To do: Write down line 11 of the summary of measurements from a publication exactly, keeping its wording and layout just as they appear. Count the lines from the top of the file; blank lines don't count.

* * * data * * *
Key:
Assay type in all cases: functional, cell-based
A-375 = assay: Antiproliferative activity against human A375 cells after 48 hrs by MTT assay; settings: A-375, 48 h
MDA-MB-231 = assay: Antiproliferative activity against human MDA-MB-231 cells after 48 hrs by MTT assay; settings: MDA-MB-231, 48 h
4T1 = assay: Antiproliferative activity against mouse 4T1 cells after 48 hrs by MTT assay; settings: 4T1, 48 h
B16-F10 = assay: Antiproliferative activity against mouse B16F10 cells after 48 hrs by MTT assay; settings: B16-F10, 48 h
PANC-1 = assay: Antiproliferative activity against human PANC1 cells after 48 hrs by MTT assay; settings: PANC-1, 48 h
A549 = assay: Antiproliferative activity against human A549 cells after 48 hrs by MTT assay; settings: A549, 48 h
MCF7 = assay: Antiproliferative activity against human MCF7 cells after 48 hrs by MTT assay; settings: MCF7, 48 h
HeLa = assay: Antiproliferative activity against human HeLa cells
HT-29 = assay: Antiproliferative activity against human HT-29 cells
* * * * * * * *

HT-29 = assay: Antiproliferative activity against human HT-29 cells